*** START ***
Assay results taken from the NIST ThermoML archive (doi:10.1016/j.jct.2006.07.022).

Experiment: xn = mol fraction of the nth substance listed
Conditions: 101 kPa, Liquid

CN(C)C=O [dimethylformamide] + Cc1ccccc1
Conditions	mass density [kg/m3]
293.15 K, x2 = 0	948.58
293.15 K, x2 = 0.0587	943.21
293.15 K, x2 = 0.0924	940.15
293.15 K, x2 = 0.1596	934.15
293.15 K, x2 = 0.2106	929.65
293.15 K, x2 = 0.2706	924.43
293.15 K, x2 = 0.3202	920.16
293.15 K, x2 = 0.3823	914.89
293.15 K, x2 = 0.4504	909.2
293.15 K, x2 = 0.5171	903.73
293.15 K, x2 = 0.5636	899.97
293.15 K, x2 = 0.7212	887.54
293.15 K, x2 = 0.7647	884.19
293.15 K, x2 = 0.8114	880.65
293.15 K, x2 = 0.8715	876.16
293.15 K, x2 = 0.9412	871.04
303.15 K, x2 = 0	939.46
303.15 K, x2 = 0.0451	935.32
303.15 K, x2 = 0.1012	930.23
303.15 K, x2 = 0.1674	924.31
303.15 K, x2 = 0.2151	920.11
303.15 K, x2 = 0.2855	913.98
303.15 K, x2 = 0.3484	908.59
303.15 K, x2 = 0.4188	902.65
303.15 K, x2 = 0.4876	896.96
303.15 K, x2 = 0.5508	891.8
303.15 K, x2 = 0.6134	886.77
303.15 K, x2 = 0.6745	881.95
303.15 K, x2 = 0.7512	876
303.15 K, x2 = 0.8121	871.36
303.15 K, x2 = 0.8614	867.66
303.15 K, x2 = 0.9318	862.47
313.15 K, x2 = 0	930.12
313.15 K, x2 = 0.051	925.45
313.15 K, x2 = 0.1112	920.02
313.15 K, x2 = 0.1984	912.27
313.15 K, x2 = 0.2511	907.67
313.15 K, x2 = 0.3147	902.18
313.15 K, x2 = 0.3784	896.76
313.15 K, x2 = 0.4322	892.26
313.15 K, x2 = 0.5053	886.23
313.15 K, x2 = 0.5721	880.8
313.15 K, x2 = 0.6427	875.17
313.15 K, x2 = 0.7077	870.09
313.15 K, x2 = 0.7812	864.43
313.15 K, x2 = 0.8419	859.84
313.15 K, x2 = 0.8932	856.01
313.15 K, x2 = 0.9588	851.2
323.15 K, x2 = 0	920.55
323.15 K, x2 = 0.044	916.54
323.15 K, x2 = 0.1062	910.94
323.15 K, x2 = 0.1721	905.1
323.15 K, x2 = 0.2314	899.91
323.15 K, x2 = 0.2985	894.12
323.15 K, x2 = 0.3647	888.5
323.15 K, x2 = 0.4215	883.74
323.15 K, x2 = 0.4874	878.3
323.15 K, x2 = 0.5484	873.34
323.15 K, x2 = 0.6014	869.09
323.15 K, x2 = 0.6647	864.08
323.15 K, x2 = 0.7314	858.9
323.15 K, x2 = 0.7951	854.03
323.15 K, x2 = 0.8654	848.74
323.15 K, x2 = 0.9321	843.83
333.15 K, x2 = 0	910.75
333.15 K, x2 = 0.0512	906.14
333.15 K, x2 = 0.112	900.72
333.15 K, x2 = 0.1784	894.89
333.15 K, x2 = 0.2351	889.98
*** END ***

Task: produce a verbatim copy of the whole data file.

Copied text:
Assay results taken from the NIST ThermoML archive (doi:10.1016/j.jct.2006.07.022).

Experiment: xn = mol fraction of the nth substance listed
Conditions: 101 kPa, Liquid

CN(C)C=O [dimethylformamide] + Cc1ccccc1
Conditions	mass density [kg/m3]
293.15 K, x2 = 0	948.58
293.15 K, x2 = 0.0587	943.21
293.15 K, x2 = 0.0924	940.15
293.15 K, x2 = 0.1596	934.15
293.15 K, x2 = 0.2106	929.65
293.15 K, x2 = 0.2706	924.43
293.15 K, x2 = 0.3202	920.16
293.15 K, x2 = 0.3823	914.89
293.15 K, x2 = 0.4504	909.2
293.15 K, x2 = 0.5171	903.73
293.15 K, x2 = 0.5636	899.97
293.15 K, x2 = 0.7212	887.54
293.15 K, x2 = 0.7647	884.19
293.15 K, x2 = 0.8114	880.65
293.15 K, x2 = 0.8715	876.16
293.15 K, x2 = 0.9412	871.04
303.15 K, x2 = 0	939.46
303.15 K, x2 = 0.0451	935.32
303.15 K, x2 = 0.1012	930.23
303.15 K, x2 = 0.1674	924.31
303.15 K, x2 = 0.2151	920.11
303.15 K, x2 = 0.2855	913.98
303.15 K, x2 = 0.3484	908.59
303.15 K, x2 = 0.4188	902.65
303.15 K, x2 = 0.4876	896.96
303.15 K, x2 = 0.5508	891.8
303.15 K, x2 = 0.6134	886.77
303.15 K, x2 = 0.6745	881.95
303.15 K, x2 = 0.7512	876
303.15 K, x2 = 0.8121	871.36
303.15 K, x2 = 0.8614	867.66
303.15 K, x2 = 0.9318	862.47
313.15 K, x2 = 0	930.12
313.15 K, x2 = 0.051	925.45
313.15 K, x2 = 0.1112	920.02
313.15 K, x2 = 0.1984	912.27
313.15 K, x2 = 0.2511	907.67
313.15 K, x2 = 0.3147	902.18
313.15 K, x2 = 0.3784	896.76
313.15 K, x2 = 0.4322	892.26
313.15 K, x2 = 0.5053	886.23
313.15 K, x2 = 0.5721	880.8
313.15 K, x2 = 0.6427	875.17
313.15 K, x2 = 0.7077	870.09
313.15 K, x2 = 0.7812	864.43
313.15 K, x2 = 0.8419	859.84
313.15 K, x2 = 0.8932	856.01
313.15 K, x2 = 0.9588	851.2
323.15 K, x2 = 0	920.55
323.15 K, x2 = 0.044	916.54
323.15 K, x2 = 0.1062	910.94
323.15 K, x2 = 0.1721	905.1
323.15 K, x2 = 0.2314	899.91
323.15 K, x2 = 0.2985	894.12
323.15 K, x2 = 0.3647	888.5
323.15 K, x2 = 0.4215	883.74
323.15 K, x2 = 0.4874	878.3
323.15 K, x2 = 0.5484	873.34
323.15 K, x2 = 0.6014	869.09
323.15 K, x2 = 0.6647	864.08
323.15 K, x2 = 0.7314	858.9
323.15 K, x2 = 0.7951	854.03
323.15 K, x2 = 0.8654	848.74
323.15 K, x2 = 0.9321	843.83
333.15 K, x2 = 0	910.75
333.15 K, x2 = 0.0512	906.14
333.15 K, x2 = 0.112	900.72
333.15 K, x2 = 0.1784	894.89
333.15 K, x2 = 0.2351	889.98